Medical Imaging Technology

3d  scan of human head with slice removed

Medical imaging refers to the techniques and processes used to create images of the human body (or parts thereof) for clinical purposes (medical procedures seeking to reveal, diagnose or examine disease) or medical science (including the study of normal anatomy and physiology).

Image courtesy of Super Dave Chen

 

Computed Tomography

Computed tomography device

Computed tomography (CT Scan) is a medical imaging method employing digital geometry processing to generate a three-dimensional image of the inside of an object from a large series of two-dimensional X-ray images.

Computed tomography

MIT creates 3-D images of living cell

Aquilion ONE Computed Tomography (CT) System

Image from wikipedia

 

PET Scans

Positron Emission Tomography

PET (Positron Emission Tomography), is an imaging procedure that is both a medical and a research tool. It is used in imaging of tumors and for clinical study of the brain. PET combined with CT (Computer Tomography), provide both anatomic and metabolic information (i.e., what the structure is and what it is doing).

Before I looked into PET scans, I thought that positrons were purely science fiction. Turns out that positrons are for real and were discovered way back in 1932. I really should get out more.

PET scan basics

Animation by Jens Langner

 

Magnetic Resonance Imaging (MRI)

Magnetic Resonance Imaging

Image courtesy of National Library of Medicine

As the name implies, Magnetic Resonance Imaging (MRI) uses a powerful magnetic field to visualize the structure and function of the body. Functional MRI or fMRI is a type of specialized MRI scan that measures the neural activity in the brain or spinal cord.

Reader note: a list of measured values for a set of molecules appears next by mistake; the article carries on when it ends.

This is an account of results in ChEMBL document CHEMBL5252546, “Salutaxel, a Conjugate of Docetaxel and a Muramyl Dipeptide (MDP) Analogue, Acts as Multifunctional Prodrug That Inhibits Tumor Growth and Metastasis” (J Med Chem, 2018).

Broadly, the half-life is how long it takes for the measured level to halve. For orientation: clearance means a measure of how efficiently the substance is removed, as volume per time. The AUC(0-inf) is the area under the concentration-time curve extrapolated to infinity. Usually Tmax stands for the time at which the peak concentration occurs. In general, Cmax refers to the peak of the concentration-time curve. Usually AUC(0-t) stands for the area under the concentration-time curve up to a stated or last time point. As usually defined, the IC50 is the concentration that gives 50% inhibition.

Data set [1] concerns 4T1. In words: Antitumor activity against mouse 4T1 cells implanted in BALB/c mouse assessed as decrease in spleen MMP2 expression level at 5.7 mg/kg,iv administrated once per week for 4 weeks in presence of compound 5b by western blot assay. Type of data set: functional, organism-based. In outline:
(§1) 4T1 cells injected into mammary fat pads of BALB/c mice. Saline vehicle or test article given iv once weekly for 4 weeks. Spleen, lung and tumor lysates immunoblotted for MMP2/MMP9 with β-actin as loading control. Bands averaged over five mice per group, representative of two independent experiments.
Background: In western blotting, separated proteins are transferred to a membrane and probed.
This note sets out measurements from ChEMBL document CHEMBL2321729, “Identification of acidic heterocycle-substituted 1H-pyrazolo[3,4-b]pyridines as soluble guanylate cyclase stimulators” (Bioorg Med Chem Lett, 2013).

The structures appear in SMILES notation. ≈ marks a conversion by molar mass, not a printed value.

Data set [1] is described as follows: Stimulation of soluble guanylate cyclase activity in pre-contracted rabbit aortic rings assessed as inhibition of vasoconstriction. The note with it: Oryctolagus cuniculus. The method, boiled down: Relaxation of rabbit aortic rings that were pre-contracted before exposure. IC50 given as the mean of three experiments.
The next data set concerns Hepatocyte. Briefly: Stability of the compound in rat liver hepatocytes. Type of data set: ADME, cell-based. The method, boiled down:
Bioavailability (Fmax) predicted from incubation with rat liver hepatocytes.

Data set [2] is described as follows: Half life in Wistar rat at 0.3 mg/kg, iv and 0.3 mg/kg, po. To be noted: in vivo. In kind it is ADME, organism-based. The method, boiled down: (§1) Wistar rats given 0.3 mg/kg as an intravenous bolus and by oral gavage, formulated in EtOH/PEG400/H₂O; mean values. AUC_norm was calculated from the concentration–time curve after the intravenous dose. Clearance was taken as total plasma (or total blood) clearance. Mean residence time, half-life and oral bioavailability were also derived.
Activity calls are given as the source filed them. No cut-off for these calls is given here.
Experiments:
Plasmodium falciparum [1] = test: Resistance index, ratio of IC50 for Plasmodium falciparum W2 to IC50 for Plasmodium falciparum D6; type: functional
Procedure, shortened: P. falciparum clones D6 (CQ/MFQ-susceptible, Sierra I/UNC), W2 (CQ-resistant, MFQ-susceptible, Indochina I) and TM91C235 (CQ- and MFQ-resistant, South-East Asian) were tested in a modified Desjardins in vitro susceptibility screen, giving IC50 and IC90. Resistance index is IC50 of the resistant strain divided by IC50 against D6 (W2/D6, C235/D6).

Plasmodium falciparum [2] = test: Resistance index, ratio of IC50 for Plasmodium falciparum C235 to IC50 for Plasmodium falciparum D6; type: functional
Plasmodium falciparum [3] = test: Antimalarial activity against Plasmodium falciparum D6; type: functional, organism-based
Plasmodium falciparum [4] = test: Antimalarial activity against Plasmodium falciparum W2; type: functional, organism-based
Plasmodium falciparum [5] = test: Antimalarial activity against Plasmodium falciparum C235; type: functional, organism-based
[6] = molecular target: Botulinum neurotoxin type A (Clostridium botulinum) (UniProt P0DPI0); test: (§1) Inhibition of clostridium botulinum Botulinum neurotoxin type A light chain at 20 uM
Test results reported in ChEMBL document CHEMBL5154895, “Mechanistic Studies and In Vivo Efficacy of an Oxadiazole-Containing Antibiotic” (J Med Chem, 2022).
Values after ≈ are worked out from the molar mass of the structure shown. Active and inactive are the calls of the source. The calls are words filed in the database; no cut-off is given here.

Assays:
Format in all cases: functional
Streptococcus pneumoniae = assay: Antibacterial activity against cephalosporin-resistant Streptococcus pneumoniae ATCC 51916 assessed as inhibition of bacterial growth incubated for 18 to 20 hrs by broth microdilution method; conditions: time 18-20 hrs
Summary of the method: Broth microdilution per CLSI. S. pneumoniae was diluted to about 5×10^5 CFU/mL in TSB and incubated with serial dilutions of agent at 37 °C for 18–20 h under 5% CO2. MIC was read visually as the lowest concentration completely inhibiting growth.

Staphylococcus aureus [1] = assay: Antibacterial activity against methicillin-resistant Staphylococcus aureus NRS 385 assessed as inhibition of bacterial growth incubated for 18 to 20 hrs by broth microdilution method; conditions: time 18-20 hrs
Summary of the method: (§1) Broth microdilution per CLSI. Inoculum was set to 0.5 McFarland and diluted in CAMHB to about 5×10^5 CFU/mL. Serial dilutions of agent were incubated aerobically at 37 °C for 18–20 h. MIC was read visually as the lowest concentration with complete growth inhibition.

The National High Magnetic Field Laboratory web site offers the best (for me, that means short and easy), introduction to MRI in their article - MRI: A Guided Tour

Wikipedia

The Basics of MRI

What Is Cardiac MRI?

The MRI Game

MRI links

Combining MRI and PET

The Future Role of functional MRI

Functional MRI

 

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About Jack Hanson

Jack Hanson

Jack is not your typical future technology blogger. As an early baby boomer, he's lost a bit of his bang. Not intending to be cruel, Facebook recently notified him that his schoolmates at General Equivalency Diploma, really want to be friends again. His yearly income averages just above his monthly urges. In spite of that, or because of it, Jack has a lust for living, a thirst for knowledge and a strong desire to contribute to a better future for all.

 

A nerdy social misfit with a head full of phobias and a quirky sense of humor, his personality has been described as "Sheldon from The Big Bang Theory--without the genious part."

 

Jack Hanson is solely responsible for the articles, editing and web design of FutureForAll.org.

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